Hospitals can game the system to boost their scores.

Response: Emanuel cites "perverse incentives" to cheat, but offers no evidence that hospitals have done so. Over the 24-year-lifespan of the rankings, a single effort at overt manipulation of the methodology has surfaced. For many years we counted only full-time nurses in computing nurse-to-patient ratios; one year a hospital reported that it had zero part-timers. The computer flagged the entry, inquiries were made and the hospital's nursing numbers were reverted to the prior year, when there had been numerous part-time nurses. We know that some hospitals try to influence physicians who might be contacted for the annual survey of specialists we conduct to determine which hospitals they they consider to be the best in their area of expertise for the most challenging patients. Hospitals launch internal and external email campaigns, send out snail mail and offer handouts at medical meetings to raise the profile of their institution. Does it work? We suspect that it has limited or no impact given the size of the specialist universe (and the resistance of doctors at being told how to think).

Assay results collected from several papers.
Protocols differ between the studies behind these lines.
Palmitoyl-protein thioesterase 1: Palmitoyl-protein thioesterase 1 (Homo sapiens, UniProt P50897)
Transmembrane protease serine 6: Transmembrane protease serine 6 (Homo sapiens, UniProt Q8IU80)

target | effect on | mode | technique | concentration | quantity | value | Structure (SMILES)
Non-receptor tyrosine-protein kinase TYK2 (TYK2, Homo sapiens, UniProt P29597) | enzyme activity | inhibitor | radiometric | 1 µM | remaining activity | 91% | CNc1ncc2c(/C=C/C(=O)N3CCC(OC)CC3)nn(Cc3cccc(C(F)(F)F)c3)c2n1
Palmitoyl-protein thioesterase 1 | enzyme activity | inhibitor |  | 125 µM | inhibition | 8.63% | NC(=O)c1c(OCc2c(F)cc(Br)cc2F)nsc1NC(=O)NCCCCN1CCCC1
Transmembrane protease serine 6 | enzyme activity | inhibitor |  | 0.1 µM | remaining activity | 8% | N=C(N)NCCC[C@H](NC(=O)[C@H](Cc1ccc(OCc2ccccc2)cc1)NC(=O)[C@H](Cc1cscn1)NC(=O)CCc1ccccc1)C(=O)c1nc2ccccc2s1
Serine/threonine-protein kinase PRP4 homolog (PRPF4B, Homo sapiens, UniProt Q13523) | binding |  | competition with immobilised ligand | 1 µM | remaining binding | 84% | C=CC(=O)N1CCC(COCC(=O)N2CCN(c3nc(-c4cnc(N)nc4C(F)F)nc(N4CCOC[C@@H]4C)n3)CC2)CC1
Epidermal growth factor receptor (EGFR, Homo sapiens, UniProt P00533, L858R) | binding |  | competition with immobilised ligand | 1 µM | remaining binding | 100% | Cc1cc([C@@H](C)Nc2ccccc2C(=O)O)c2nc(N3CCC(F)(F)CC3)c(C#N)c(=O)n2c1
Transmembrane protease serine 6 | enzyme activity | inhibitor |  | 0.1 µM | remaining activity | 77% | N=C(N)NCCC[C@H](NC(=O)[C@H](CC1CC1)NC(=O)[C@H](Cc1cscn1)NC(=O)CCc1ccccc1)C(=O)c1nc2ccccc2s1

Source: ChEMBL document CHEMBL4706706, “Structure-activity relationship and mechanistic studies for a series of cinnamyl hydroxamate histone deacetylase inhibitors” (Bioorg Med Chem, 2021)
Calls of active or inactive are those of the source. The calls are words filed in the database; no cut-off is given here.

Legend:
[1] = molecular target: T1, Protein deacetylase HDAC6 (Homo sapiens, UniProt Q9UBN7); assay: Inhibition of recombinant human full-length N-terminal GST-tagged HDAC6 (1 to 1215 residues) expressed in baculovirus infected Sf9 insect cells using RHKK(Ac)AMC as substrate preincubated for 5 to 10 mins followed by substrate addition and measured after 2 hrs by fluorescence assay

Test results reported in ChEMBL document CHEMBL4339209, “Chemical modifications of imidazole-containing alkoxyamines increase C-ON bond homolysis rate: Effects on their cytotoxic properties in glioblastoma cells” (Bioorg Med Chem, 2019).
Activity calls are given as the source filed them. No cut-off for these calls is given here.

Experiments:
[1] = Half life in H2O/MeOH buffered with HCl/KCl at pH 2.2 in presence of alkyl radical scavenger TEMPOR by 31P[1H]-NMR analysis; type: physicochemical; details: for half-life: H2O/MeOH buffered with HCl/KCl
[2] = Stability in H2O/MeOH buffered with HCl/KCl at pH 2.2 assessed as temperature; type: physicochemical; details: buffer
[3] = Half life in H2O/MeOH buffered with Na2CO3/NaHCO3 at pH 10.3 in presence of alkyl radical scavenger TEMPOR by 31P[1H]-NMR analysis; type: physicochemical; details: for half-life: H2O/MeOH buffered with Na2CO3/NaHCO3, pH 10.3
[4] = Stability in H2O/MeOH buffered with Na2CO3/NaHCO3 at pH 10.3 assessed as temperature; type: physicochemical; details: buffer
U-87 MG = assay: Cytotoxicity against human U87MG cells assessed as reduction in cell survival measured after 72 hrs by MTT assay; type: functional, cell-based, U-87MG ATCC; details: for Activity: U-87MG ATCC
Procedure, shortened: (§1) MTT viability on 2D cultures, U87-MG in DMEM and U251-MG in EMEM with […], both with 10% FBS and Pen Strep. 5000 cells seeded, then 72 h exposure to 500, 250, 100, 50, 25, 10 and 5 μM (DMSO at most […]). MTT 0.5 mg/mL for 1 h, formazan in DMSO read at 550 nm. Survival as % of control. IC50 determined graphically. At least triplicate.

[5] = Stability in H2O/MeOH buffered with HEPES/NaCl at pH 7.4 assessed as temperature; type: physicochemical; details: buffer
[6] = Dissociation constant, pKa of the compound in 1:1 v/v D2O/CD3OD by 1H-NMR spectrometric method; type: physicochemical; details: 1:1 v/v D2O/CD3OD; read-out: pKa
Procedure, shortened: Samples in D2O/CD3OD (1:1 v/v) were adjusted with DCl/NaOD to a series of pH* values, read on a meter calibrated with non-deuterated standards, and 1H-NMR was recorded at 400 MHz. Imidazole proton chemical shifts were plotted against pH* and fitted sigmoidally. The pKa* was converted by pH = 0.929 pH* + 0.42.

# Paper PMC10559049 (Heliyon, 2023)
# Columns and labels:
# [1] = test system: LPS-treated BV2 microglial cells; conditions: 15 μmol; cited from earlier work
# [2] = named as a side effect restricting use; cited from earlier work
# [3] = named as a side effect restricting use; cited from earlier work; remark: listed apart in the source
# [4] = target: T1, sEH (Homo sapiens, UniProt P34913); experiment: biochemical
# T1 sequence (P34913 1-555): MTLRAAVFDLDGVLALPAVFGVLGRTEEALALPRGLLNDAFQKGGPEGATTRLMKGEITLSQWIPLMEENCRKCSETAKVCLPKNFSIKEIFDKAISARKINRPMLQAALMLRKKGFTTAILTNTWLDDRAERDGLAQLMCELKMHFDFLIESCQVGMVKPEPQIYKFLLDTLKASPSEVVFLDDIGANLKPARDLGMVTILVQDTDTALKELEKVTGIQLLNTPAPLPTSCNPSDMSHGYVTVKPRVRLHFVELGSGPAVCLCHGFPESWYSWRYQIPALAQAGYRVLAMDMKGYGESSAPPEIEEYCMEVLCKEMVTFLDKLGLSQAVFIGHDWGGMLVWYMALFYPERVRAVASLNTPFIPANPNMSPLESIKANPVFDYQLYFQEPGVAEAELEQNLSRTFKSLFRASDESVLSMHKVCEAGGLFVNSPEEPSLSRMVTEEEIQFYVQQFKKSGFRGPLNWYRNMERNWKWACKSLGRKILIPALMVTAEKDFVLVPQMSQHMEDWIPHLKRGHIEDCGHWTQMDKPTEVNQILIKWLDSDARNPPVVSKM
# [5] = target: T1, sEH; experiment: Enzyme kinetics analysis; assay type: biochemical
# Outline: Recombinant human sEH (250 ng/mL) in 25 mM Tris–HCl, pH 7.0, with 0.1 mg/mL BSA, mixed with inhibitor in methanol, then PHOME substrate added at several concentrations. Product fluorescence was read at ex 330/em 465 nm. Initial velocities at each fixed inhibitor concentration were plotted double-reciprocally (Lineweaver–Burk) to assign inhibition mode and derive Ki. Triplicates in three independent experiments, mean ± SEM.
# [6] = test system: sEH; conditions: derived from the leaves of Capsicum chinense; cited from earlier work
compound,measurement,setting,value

U.S. News shouldn't be measuring reputation at all. It's just a popularity contest. Most physicians don't know much about the care delivered at local hospitals, let alone at those across the country, so surveyed physicians tend to rely on rankings.

Response: The physician survey is a proxy for the process of care within a hospital — the quality of caregivers' decisions and their execution at every point from admissions to diagnostics to treatment choices to medication management. Do doctors adhere to accepted guidelines? What protects patients from medication errors? Are handoffs accomplished with adequate communication and speed? Until good process data for thousands of hospitals are made available, the choice is to rely either on data that are selective, incomplete, noisy or error-prone (sometimes all four) or on a proxy. We believe that responsible specialists plug into extensive networks of other specialists in seeking the best care for the most challenging patients wherever it might be located. The late Bernadine Healy, a cardiologist and director of the National Institutes of Health before coming to U.S. News as health editor, used to call the physician survey a form of peer review.